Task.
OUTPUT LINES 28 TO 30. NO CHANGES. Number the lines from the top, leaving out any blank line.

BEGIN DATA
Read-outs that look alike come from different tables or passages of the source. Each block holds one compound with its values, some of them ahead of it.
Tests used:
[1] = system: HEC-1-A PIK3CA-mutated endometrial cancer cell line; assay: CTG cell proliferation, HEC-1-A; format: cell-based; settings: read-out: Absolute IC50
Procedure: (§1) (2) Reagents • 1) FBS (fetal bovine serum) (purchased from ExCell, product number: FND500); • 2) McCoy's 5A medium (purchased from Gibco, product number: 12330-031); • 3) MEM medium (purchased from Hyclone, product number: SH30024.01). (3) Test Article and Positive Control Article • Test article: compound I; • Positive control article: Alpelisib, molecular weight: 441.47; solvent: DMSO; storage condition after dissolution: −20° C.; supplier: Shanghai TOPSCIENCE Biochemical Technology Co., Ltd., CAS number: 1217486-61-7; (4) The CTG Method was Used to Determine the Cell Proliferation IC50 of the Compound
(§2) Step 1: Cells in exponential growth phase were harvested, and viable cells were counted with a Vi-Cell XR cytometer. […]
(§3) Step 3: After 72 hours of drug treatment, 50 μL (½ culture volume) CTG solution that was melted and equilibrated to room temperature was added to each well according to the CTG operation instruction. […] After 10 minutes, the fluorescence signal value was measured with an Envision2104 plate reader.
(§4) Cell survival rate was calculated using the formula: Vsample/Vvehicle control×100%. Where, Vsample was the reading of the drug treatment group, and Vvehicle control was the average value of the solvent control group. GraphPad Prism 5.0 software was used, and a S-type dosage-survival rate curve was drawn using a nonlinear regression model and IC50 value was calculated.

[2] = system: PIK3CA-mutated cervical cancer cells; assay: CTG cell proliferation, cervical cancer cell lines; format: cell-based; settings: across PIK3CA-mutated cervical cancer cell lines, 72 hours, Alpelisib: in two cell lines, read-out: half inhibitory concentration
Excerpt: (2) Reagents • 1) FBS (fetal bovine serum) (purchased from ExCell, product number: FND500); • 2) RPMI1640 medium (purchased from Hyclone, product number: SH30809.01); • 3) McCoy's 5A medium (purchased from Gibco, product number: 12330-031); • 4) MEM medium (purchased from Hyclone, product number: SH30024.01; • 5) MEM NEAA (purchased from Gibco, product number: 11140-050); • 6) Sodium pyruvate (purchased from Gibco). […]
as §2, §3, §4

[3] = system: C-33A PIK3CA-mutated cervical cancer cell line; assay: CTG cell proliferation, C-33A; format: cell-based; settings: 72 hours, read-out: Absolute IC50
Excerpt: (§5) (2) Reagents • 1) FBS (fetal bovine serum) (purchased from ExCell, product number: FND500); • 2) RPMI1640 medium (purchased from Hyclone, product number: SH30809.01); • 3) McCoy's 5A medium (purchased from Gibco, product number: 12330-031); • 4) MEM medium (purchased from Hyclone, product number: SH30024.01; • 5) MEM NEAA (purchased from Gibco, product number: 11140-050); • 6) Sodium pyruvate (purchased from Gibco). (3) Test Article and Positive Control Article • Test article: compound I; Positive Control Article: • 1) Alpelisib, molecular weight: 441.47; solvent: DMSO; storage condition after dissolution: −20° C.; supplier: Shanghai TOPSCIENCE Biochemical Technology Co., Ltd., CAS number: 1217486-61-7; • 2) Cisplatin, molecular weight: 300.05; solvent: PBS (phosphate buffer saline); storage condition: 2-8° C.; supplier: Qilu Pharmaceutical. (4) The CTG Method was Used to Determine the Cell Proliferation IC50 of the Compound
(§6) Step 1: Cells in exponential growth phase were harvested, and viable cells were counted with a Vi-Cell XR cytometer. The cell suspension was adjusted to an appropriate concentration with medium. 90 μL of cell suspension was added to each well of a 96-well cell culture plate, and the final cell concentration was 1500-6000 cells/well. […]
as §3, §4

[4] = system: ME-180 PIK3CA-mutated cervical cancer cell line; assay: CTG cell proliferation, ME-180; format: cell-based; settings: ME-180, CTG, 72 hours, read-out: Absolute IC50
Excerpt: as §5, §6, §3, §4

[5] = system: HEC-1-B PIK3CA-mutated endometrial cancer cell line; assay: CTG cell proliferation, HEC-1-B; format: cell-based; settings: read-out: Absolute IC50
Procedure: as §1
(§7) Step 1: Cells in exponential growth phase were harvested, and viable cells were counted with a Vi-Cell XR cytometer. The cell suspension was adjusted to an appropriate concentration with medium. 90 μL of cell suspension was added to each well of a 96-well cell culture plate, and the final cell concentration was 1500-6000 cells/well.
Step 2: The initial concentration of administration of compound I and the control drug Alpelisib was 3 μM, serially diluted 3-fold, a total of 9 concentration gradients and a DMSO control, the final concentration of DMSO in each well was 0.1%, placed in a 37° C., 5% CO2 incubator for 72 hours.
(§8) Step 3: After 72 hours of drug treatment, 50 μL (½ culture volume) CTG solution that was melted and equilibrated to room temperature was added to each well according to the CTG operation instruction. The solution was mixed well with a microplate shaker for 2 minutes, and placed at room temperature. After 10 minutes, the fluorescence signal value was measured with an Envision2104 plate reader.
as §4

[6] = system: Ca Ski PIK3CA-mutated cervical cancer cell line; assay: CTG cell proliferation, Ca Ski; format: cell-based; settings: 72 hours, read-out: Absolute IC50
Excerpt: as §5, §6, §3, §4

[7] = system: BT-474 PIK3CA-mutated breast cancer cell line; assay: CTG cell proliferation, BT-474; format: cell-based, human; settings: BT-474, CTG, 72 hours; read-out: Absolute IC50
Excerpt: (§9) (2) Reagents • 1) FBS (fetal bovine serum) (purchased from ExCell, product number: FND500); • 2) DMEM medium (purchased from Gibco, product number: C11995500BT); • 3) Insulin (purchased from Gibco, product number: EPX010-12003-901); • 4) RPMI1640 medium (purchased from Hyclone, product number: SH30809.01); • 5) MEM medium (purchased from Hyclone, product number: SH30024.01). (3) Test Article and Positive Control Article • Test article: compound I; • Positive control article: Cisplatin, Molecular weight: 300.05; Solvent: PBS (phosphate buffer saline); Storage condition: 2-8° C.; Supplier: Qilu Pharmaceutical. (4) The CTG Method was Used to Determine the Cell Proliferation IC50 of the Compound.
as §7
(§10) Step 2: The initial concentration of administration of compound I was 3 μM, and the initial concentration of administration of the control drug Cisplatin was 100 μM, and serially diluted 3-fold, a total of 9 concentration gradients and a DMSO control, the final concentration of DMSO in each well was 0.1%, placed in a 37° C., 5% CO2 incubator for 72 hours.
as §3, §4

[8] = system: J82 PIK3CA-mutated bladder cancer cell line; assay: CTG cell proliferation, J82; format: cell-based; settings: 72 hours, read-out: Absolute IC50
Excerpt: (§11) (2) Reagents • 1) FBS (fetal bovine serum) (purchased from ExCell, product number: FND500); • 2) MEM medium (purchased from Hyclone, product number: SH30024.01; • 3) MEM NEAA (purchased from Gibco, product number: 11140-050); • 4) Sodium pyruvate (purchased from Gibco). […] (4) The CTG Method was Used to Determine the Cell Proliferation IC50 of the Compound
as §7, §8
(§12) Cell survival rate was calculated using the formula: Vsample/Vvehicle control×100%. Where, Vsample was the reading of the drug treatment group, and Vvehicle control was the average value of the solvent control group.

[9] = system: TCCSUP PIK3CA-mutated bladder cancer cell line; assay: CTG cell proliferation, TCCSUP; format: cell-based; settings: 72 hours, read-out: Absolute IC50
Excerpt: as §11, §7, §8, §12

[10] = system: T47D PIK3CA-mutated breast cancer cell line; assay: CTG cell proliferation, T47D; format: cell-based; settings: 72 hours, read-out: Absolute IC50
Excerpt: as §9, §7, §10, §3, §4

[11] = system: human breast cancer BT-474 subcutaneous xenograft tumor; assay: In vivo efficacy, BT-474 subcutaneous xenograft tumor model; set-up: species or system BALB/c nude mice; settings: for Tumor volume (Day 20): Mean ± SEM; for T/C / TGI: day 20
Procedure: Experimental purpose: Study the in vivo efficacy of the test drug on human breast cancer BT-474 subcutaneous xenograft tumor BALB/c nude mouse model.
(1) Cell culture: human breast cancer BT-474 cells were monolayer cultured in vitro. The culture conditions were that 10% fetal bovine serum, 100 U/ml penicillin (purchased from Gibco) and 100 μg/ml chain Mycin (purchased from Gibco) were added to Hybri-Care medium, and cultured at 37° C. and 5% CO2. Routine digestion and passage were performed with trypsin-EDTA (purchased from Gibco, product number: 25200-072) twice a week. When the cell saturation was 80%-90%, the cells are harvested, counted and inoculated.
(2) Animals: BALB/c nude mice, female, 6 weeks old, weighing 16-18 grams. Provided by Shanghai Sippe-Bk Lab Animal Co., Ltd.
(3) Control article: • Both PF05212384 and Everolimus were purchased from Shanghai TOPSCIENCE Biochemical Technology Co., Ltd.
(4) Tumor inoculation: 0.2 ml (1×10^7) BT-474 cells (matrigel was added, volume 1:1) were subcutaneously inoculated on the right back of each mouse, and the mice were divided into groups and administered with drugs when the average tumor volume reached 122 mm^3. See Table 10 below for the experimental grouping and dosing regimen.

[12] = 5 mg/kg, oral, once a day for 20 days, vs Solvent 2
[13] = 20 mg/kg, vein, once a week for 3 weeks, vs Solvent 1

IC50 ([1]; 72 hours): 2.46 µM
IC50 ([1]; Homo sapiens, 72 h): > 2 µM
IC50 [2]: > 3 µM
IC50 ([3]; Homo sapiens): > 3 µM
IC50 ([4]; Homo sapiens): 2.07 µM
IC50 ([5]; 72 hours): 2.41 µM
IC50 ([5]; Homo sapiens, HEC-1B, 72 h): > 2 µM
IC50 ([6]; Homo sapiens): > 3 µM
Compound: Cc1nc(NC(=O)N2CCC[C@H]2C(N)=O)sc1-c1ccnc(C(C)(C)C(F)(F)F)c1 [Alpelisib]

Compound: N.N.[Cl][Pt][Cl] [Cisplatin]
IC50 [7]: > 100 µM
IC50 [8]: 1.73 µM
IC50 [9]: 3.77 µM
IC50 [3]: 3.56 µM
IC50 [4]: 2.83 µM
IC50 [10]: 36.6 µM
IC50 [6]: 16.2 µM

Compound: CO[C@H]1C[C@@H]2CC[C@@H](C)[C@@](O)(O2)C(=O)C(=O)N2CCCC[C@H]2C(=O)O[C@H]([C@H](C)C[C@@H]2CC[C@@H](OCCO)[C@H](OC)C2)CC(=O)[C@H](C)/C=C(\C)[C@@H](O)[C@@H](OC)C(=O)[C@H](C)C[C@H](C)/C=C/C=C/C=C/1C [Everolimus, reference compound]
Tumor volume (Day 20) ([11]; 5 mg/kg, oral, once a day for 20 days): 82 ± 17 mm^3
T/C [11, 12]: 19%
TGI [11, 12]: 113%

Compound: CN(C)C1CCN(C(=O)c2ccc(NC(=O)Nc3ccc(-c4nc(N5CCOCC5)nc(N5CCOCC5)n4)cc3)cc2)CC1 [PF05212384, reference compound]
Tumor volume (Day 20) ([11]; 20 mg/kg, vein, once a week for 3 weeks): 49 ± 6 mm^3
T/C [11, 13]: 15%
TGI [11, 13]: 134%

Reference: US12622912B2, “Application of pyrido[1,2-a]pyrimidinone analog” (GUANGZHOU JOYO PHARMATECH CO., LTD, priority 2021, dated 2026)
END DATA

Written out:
(§10) Step 2: The initial concentration of administration of compound I was 3 μM, and the initial concentration of administration of the control drug Cisplatin was 100 μM, and serially diluted 3-fold, a total of 9 concentration gradients and a DMSO control, the final concentration of DMSO in each well was 0.1%, placed in a 37° C., 5% CO2 incubator for 72 hours.
as §3, §4

[8] = system: J82 PIK3CA-mutated bladder cancer cell line; assay: CTG cell proliferation, J82; format: cell-based; settings: 72 hours, read-out: Absolute IC50